Continuation of my post titled:
2. Valvan Dam
Hardly 2 kms away from the heart of Lonavala is the area from where it is a peaceful walk to the Valvan Dam. The huge Dam is fed by the Kundali river. The large water body has a beautiful greenish-blue tinge to it. Photography is not allowed.
On one side at the bottom is a neatly kept garden adorned with a wide variety of colourful flowers and other plants. The Khopoli power station sources a major portion of its water from this Dam.
3. Whispering Woods and Shivaji Udhyan
The Reywood Whispering Woods with a park has sprawling gardens, tall trees and spacious open spaces. It began to rain as I reached these woods. Without an umbrella or any rainy wear, I got partly soaked in the showers. For some reason, I decided to cut short my walk in the Whispering Woods.
4. Bushy Dam
Pulling off my sneakers, it was fun wading uphill to the Dam through the overflowing waters of the Bushy Dam but it was not easy to walk bare feet through the stony paths. Though swimming is not allowed at the Dam, a few did manage to pass through the barricade and jump into the deep waters for a swim.
Soon it started raining cats and dogs. The downpour revived many memories of rainy days of the past. It was a pleasant time listening to the blissful sounds of the rain with a good cup of tea in a nearby shack.
At one point, even though the showers were continuing relentlessly, I decided to walk back fully aware I’d be drenched in no time. I liked the feel of the rainfall on my face as I lifted it ever so slightly, and shortly I was fully soaked in it like parched earth does after a long summer drought. At times, rainfall can be celebratory and the feeling of getting drenched in it is sublime!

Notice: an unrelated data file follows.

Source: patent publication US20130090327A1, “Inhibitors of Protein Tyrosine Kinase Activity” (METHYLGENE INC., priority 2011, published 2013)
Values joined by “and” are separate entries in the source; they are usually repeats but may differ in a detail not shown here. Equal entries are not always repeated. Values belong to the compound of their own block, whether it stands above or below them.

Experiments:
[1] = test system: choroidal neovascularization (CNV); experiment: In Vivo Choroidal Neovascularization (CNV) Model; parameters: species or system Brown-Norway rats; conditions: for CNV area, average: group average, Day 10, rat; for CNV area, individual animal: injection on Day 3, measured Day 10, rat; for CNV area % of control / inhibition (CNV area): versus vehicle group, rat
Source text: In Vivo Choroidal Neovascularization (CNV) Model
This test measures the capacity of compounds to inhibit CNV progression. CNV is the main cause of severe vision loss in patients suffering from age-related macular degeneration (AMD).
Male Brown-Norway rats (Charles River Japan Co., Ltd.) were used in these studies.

5. Bhaja Caves
The Bhaja caves are also Buddhist caves similar to Karla Caves with the same Chaitya style but on a smaller scale. It was another climb of half hour or so to reach the Bhaja caves through a pleasant drizzle. I understand why people enjoy trekking in the rainy season.
Close to the main entrance are some stupas, few inside and most of them outside the caves. Close by was a small natural waterfall where a group of youngsters were chilling out in the cascading waters.
The view from the top of the surrounding hills that were the stronghold of the erstwhile Maratha rulers is delightful. Far in the distance in the opposite hills, I could see two forts: Visarpur Fort and the Lohagad Fort. A trek to the top of Lohagad Fort and return is something that I have been longing for a while, but for lack of time I had return to Mumbai next morning. So that will be another trek, another day...
The return journey of approximately two hours by a luxury Volvo bus to Mumbai through the Pune-Mumbai expressway was comfortable. Beautiful scenery of green hills and vast fields can be enjoyed all the way back, however, upon reaching Panvel, I felt it was like getting back into the concrete jungle. The spirit of Janmashtami was being celebrated on the streets of Mumbai and they were delightful sights.
Lonavala is not directly connected by Air but it is well connected by Rail and Road links. The railway stations of Lonavala and Khandala have the trains from Mumbai (110 Kms) and Pune (66 Kms). Trains halt at both Khandala and Lonavala. The Mumbai-Bangalore National Highway connecting western and southern India passes through Khandala-Lonavala.